News and Events Involving Environmental Law, Published by Chicago Environmental Attorney Dave Scriven-Young
of Peckar & Abramson, P.C. -- (312) 239-9722

EPA To Oversee Cleanup of Lead-Contaminated Soil at Chicago Site

Posted by Dave Scriven-Young on October 7, 2015 4:05 pm
U.S. EPA Region V recently issued a press release relating to cleanup at a site in Chicago.  EPA "announced a settlement with H. Kramer & Co., the City of Chicago and the BNSF Railway Co. to remove lead-contaminated soil near the Benito Juarez Community Academy in Pilsen.  The alley at 21st Place behind the H. Kramer foundry and a portion of the BSNF railway spur at 21st Place and Cermak Road will also be paved to eliminate potential exposure to lead.  EPA will oversee the cleanup, which is expected to begin this month and to be completed by the end of the year."  Read the News

Seventh Circuit Finds Superfund Liability Limited by Release Signed in 1920

Posted by Dave Scriven-Young on September 24, 2015 12:38 pm
The Seventh Circuit Court of Appeals recently held that a 95-year old agreement released a defendant from contribution costs under the Superfund statute.  In Peoples Gas Light & Coke Company v. Beazer East, Inc., Peoples Gas sued to recover costs it had incurred in conducting environmental investigation and removal activities at a property that it partially owned.  At issue in this case was the following language contained in Section 107(e)(1), of the Superfund statute, 42 U.S.C. §9607(e)(1):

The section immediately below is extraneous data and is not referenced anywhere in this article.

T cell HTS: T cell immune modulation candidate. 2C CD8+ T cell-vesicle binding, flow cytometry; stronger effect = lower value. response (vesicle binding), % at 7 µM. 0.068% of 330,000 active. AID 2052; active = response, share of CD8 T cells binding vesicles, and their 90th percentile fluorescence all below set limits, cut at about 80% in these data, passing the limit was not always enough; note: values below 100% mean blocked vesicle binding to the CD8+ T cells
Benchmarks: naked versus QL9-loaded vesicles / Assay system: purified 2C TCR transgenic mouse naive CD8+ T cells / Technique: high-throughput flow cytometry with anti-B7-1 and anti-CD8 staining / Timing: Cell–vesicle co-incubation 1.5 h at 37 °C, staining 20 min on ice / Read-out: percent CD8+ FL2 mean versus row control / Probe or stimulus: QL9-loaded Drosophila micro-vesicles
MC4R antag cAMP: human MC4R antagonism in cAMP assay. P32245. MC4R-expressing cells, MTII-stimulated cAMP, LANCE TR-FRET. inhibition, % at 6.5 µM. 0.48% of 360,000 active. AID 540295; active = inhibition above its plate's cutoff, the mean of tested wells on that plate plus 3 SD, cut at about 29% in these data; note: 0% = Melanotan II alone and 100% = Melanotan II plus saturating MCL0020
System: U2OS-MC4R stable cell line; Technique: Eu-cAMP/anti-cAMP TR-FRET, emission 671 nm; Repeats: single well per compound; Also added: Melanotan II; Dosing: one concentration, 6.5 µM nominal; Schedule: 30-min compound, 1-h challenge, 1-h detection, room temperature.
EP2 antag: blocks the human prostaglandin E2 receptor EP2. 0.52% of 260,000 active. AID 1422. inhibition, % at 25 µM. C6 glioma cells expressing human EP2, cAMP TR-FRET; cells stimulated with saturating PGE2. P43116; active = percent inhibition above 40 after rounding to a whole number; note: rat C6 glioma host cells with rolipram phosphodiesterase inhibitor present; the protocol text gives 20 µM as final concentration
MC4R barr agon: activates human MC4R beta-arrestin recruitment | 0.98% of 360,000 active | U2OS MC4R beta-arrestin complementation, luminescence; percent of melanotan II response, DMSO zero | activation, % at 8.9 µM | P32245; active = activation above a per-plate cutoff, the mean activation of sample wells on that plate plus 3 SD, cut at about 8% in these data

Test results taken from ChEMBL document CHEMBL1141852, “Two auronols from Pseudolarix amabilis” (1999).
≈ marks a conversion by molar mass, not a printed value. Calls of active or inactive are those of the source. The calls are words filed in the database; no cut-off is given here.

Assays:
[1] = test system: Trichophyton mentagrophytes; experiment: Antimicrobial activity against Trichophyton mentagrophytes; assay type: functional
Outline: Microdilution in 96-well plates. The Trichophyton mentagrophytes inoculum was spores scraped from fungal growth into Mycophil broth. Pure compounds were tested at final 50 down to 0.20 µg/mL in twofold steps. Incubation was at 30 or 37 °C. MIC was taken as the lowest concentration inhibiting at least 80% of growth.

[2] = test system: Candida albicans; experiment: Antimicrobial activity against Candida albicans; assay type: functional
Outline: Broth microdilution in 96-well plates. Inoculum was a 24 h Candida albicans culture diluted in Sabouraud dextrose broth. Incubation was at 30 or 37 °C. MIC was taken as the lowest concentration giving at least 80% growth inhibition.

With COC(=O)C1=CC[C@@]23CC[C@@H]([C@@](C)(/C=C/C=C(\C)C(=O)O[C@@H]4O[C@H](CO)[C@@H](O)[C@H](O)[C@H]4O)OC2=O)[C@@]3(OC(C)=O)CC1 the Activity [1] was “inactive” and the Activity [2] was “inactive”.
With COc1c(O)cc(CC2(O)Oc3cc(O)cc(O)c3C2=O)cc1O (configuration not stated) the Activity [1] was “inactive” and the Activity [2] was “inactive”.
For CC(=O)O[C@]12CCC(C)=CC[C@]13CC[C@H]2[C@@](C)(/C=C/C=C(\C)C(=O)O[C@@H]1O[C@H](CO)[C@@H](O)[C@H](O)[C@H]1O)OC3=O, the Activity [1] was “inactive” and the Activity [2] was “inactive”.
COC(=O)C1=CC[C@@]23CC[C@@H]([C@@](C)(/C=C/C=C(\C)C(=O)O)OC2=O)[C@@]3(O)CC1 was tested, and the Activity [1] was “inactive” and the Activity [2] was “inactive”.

Elmhurst Completes Environmental Controls at Pumping Stations

Posted by Dave Scriven-Young on September 23, 2015 4:19 pm
According to news reports, the City of Elmhurst has completed the Salt Creek (Greenway) Trail Pumping Stations Water Quality and Landscape Enhancements project involving improvements at four pumping stations.  "The goal of this project is to model the proper use of erosion and sedimentation control techniques using best management practices and educational displays.  This work will help to manage sedimentation/siltation, mineral and nutrient mitigation, aid in stormwater detention, promote indigenous plant growth and model sustainable practices for the community of Elmhurst.  These improvements can be replicated at individual homeowner’s properties within our community to help improve water quality and reduce run-off."  Read the News

New Event Listing: Volunteer with National Public Lands Day

Posted by Dave Scriven-Young on September 22, 2015 1:52 pm
Check out the events page for a new event coming up this Saturday, September 26, 2015: National Public Lands Day.  This looks like a great day to volunteer and spend time in our public lands, and there are many sites in Illinois.  For more information, click here.

U.S. Senate Bill Would Eliminate Duplicative Permitting

Posted by Dave Scriven-Young on September 22, 2015 11:37 am